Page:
I have reread your essay “Living with Opposite-Mindedness” (I remember you posted this once before), and I find much (I think) to agree with in it, but I’m not quite sure what you mean by “the iniquities of ‘whole/definitive’ ways of abstract/rationalistic thinking,” so I can’t tell if we are on the same page or not with respect to what we’re trying to say.

      When you say you are “quick to recognise and appreciate the truths and falsehoods on both sides of an argument, rather than feel obliged to favour one over the other,” it sounded to me on first take like you are rejecting dualistic thinking, the either/or, good/bad, black/white approach that makes it difficult to engage in the kind of both/and understanding that would, for example, see us humans as beings who _both_ often behave as members of a social grouping _and_ are capable of acting as autonomous individual agents–on this we would agree. Feminist philosophers have long identified dualistic thinking, moreover, as the conceptual underpinning of relationships of domination and oppression, as when a certain characteristic–masculine gender, for example, or white skin, is identified as “superior” to its opposite and, according to the “logic of domination,” believed to justify those possessing it in subjugating those lacking it. You do speak of “opposite-mindedness” as leading to “a domineering egotistic quest for control over what is perceived as ‘other than self’ or a submissive self-subjugation to other.” On the other hand, when you say you are troubled by the “needless cruelties and conflicts that arise between intransigently opposed attitudes of mind,” it sounds like what is most worrisome to you is simply the fact of two people holding different positions on a topic, each refusing to listen to or compromise with the other, which seems to be a different sort of relationship–two equally stubborn combatants, rather than a dominant “superior” and a submissive (or brutally bullied) “inferior.”

      These sorts of concerns seem to underlie much of what you say, but then there are other passages which criticize “objective, reductionist science,” and I am somewhat unclear about the connection that you are making here. When I urge people to utilize their right-hemisphere processes to recognize wholes–living organisms, and also groupings of organisms that come together to form “superorganisms”–I am rejecting the reductionism that tries to analyze these wholes down into disparate parts and pieces (and certainly the kind of thinking that blinds itself to living beings altogether by seeing only colliding billiard-ball atoms!), but I would still maintain that these organisms and superorganismal groupings exist “objectively” (unlike the “ontologically subjective” entities that we humans construct entirely within our own belief systems, entities that have no independent existence of their own) and hence are appropriate objects for scientific study. Good science does not have to be reductionistic!

      Watching your youtube video, where you ask “what, most fundamentally is needed to make natural form distinguishable from its surroundings?” and demonstrate by holding up your hand and then removing it from center stage, leaving its “surroundings,” does indeed seem to get at a difference between left-hemisphere focal attention on a particular versus right-hemisphere awareness of the “background” in the part-whole relationship. You say “opposite-mindedness is built in to the very foundations of abstract logic, language, mathematics, science, religion, education and governance that have supported its façade for millennia,” and this statement brings to mind Val Plumwood’s criticism of classical logic, where “negation (-p) is interpreted as the universe without p,” such that “not-p has no independent role , but is introduced as merely alien to the primary notion p,” thereby establishing “a maximally strong relation of exclusion between p and this other, in comparison to other logical systems which define much weaker exclusion relationships” (Feminism and the Mastery of nature, 56-57). Plumwood identifies the p of classical logic with “the master” who depends for his own prominence entirely upon the contrasting “background” but yet denies its contribution, much as occurs in oppressive gender relationships and in exploitative, instrumentalizing relationships with nature, and I have written on her thinking, drawing a linkage between the logic of “the master” and the left hemisphere’s fixation on the part to the exclusion of the whole. Using both sides of our brains would enable us to utilize focal attention while maintaining awareness of the larger whole and the part’s relationship to it.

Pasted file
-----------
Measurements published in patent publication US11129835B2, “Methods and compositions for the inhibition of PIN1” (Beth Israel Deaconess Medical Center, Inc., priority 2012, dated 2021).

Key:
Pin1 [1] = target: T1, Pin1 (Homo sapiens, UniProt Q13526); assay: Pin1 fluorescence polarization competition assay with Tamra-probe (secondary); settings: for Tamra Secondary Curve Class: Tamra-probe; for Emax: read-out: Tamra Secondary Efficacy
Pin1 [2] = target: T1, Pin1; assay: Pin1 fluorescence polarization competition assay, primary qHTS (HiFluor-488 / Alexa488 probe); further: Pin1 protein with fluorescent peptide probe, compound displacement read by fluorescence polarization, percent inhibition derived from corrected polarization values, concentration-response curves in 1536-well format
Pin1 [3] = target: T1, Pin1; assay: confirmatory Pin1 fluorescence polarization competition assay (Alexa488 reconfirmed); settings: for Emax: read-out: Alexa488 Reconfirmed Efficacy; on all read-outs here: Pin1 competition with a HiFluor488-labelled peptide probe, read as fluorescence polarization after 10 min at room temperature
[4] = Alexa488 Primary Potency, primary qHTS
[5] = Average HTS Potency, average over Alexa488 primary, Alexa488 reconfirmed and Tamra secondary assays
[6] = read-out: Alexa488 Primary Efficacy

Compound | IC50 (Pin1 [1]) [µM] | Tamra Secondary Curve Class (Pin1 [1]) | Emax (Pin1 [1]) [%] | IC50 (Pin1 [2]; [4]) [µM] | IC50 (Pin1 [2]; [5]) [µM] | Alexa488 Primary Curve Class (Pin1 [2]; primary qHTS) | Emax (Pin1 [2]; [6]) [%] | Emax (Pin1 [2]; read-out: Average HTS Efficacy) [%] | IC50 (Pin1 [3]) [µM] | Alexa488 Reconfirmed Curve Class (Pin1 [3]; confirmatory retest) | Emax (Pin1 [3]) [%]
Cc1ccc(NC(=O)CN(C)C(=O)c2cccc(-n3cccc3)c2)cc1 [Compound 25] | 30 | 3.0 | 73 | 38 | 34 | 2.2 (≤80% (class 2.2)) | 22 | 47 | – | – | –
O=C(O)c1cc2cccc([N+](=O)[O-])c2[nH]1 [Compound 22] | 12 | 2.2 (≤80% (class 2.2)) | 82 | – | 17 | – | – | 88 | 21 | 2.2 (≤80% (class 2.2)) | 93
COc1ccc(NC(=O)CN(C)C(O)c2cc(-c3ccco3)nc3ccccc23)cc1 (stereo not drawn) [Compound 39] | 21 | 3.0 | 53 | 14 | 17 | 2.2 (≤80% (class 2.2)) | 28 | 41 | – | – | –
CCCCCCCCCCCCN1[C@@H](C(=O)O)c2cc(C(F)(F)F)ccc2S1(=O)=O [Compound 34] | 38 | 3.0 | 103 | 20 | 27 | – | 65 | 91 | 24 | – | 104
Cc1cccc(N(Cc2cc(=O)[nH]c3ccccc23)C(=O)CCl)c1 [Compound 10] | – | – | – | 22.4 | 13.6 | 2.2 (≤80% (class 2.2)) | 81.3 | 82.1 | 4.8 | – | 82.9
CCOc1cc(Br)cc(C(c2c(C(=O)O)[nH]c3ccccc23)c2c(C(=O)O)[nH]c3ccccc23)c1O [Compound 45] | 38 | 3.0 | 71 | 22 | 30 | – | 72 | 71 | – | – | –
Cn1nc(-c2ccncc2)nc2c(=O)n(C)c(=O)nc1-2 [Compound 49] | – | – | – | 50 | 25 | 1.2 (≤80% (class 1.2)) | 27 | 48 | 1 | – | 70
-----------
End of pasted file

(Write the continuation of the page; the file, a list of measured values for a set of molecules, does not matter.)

When you go on to move your hand rapidly, however, demonstrating the dynamism of the relationships, I am reminded of Nietzsche’s Heraclitean flux, his insistence that our belief in a universe composed of fixed, static “objects” is false and sometimes dangerously misleading. I think this is yet another aspect of the problem with our western way of thinking–we miss the ongoing, unfolding, _liveliness_ of the world we live in, and the agency that imbues every living being.

      In short, I think you are onto some very important issues here. However, it seems to me that the different aspects of our problematic way of thinking need to be teased apart and delineated a little more clearly. The term “opposite-mindedness” may create confusion as to what, exactly, you are taking issue with; “natural inclusionality” seems to me a little better, but still requiring quite a bit of explanation to get your meaning across. But, given the ramifications of our continuing to think in our standard, hemispherically lopsided, and ultimately Earth-destructive way, the latter is well worth doing!